It was a tough spring gobbler season for many Virginia turkey hunters.

A total of 16,186 turkeys were killed in Virginia during the 2018 spring gobbler season, down 14 percent from 2017, according to recently released statistics from the Virginia Department of Game and Inland Fisheries.

It’s unrealistic to expect higher numbers year-to-year when it comes to wild game populations. The DGIF turkey harvest trend chart reflects that (chart below).

“The statewide wild turkey population is high and stable,” said Gray Anderson, DGIF chief of wildlife, “and the 14 percent decrease in harvest is normal annual fluctuation we would expect in a healthy managed population.”

DGIF Wild Turkey Biologist Gary Norman cited two main culprits in the drop in hunter success: recruitment of young birds and crappy weather, both for hunting and turkey brood rearing. Bad weather contributed to fewer young turkeys making it to adulthood in 2016. This resulted in fewer 2-year-old gobblers, a hunter mainstay, in 2018.

Two-year-old gobblers normally gobble a lot, Norman explained. Spring turkey hunters like to hear those gobbles and use them to execute set-ups on enthusiastic toms. Plus, he said, younger gobblers are typically not with hens as much as the more dominant, older birds, making them are more likely to respond to a hunters’ calls.

Norman noted, “Virginia experienced a long string of years with low recruitment of young turkeys into the turkey population; we’re over-due a good hatch like the one we had in 2011.” He also remarked, “Unfortunately, turkey recruitment in 2017 was lower than 2016, so hunters may be facing another challenging year in 2019 as the number of 2-year-old gobblers will once again be lower than normal.”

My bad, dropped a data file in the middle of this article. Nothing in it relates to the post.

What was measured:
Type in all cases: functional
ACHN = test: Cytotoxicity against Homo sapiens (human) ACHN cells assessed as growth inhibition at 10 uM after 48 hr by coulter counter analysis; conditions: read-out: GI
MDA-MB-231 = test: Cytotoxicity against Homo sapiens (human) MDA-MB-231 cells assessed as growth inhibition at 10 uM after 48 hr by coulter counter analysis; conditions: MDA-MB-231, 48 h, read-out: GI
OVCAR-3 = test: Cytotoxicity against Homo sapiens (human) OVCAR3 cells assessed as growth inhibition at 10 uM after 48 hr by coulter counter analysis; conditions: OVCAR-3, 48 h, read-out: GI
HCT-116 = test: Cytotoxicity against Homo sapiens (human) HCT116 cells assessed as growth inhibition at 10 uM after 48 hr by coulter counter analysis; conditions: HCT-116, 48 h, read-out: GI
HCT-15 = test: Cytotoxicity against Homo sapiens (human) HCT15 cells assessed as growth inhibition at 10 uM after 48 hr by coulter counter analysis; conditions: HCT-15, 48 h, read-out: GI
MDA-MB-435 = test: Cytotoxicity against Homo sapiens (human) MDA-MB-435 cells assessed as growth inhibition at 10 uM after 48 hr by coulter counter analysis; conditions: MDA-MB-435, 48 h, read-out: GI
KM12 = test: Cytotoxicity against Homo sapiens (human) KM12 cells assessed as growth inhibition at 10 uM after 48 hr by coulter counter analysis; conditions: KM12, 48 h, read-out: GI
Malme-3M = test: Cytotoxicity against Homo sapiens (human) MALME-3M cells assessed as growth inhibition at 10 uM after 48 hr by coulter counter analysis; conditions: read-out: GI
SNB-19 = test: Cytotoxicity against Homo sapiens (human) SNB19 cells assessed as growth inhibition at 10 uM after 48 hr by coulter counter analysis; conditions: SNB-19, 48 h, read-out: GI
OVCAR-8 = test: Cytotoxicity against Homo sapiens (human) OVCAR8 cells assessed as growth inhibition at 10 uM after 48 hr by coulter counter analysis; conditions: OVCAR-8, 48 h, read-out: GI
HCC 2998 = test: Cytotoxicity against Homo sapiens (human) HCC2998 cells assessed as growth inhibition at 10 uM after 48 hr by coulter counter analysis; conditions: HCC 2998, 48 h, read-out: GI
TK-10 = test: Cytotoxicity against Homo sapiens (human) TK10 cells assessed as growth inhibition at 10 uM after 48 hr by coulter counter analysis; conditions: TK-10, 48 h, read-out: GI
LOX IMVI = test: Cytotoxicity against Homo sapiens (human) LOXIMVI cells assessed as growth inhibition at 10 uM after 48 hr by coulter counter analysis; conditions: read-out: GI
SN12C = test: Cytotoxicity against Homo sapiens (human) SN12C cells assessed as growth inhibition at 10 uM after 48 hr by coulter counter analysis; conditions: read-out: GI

I’d add that this extremely wet May we experienced likely impacted the 2018 hatch, meaning hunters might need to adjust expectations for a couple years.

This latest hunting season saw extended stretches of very hot days, cold and windy days, plus rainy days. Poor hunting conditions dominated the Youth and Apprentice weekend. Hunter success dropped 26 percent, Norman added.

The top counties were Bedford with 511 birds, followed by Pittsylvania and Franklin with 393 birds each. County harvest totals and harvest per square mile of suitable habitat are available on the DGIF web site at

Outdoors Plan Out for Review

A draft of Virginia’s comprehensive plan for outdoor recreation, land conservation and open space is posted online for public review.

The Virginia Department of Conservation and Recreation produces the Virginia Outdoors Plan every five years. Part of the plan’s development is conducting an “Outdoors Demand” survey of Virginians’ outdoor recreation use, preferences and attitudes. Input also is collected from a range of outdoor recreation providers and the conservation community.

Virginia must create a plan to participate in the federal Land and Water Conservation Fund program, which provides 50 percent matching funds to state agencies and localities for buying and developing outdoor recreation resources. Virginia’s highest LWCF apportionment amount of $7.5 million was received in 1979. Since the year 2000, Virginia’s average apportionment is $1,345,209, with 2017 seeing $2,134,167.

In addition, it helps guide land protection efforts through the Virginia Land Conservation Foundation.

The 2017 random survey was administered by the University of Virginia's Center for Survey Research. It was sent to 14,000 random households. Only 3,252 responded, a 23 percent response rate. Researchers stated this reflects a 2.3 percent margin of error and 95 percent confidence level. About two-thirds of the respondents were women. Only 16 percent were between age 18-39.; the rest were people 40 and older. This means only 520 people below the age of 40 are cast to represent opinions of that demographic statewide. The researchers indicated they “weighted” the survey results to compensate.